[QODLink]
INSIDE IRAQ
Is Iraq an economic battleground?
Chinese companies have emerged as Iraq's largest investor in the oil and gas sector.
Last Modified: 16 Jun 2010 08:15 GMT

Before launching his war to topple Saddam Hussein's regime, George Bush, the former US president, promised a strong independent Iraq.

Instead the country has become a bloody battleground for regional and international forces, not to mention al-Qaeda.

Today US, Israeli, Turkish, Saudi Arabian and Syrian forces compete to shape Iraq's political landscape.

Sometimes this competition is fought with brute force and sometimes by proxy through Iraqi political parties and armed groups.

The prize is Iraq's geopolitical value as a lynchpin of Gulf stability and its huge oil reserves.

While on the economic front, US companies have all but surrendered their quest to monopolise Iraq's oil, Chinese companies have signed at least three deals in recent weeks, and have emerged as Iraq's single largest investor in the oil and gas sector.

Concerned Iraqi nationalists condemn this interference but predict that Iraqi nationalism will eventually sweep away all this meddling.

We are joined by David Pollock, a senior fellow at the Washington Institute for Near East Policy, and George Galloway, a former member of the British parliament.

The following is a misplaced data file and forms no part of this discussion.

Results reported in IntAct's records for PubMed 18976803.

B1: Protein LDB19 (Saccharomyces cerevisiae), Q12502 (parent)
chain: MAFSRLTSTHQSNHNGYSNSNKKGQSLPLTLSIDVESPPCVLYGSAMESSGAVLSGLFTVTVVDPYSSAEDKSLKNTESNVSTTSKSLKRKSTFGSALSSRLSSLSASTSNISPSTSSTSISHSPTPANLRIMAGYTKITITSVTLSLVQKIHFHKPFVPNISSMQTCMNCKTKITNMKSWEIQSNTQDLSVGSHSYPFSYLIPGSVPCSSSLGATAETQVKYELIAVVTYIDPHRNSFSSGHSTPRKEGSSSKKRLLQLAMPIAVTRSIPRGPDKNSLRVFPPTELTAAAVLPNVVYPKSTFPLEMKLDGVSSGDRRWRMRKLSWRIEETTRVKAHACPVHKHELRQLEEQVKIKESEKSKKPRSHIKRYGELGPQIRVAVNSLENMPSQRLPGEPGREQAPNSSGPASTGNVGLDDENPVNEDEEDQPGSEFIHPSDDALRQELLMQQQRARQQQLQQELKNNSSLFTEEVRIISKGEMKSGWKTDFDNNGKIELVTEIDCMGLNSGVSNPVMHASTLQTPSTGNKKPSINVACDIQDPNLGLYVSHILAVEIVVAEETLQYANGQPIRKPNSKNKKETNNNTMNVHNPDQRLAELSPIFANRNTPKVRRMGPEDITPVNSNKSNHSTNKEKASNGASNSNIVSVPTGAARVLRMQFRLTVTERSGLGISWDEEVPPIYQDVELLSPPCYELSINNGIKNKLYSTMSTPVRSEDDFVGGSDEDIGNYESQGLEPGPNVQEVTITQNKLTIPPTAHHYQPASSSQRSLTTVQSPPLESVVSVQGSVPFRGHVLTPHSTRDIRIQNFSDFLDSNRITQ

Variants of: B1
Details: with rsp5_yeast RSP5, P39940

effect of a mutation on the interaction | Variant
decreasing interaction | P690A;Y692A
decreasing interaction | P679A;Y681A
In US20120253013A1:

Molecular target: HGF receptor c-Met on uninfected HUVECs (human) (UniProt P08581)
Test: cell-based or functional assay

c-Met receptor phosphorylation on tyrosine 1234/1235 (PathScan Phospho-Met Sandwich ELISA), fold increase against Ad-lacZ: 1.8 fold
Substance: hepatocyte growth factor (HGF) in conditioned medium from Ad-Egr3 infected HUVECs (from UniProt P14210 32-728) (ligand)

This episode of Inside Iraq aired from Friday, June 11, 2010.

Source:
Al Jazeera
Topics in this article
People
Country
Organisation
Featured on Al Jazeera
'Justice for All' demonstrations swell across the US over the deaths of African Americans in police encounters.
Six former Guantanamo detainees are now free in Uruguay with some hailing the decision to grant them asylum.
Disproportionately high number of Aboriginal people in prison highlights inequality and marginalisation, critics say.
Nearly half of Canadians have suffered inappropriate advances on the job - and the political arena is no exception.
Featured
Women's rights activists are demanding change after Hanna Lalango, 16, was gang-raped on a bus and left for dead.
Buried in Sweden's northern forest, Sorsele has welcomed many unaccompanied kids who help stabilise a town exodus.
A look at the changing face of North Korea, three years after the death of 'Dear Leader'.
While some fear a Muslim backlash after café killings, solidarity instead appears to be the order of the day.
Victims spared by the deadly disease are reporting blindness and other unexpected post-Ebola health issues.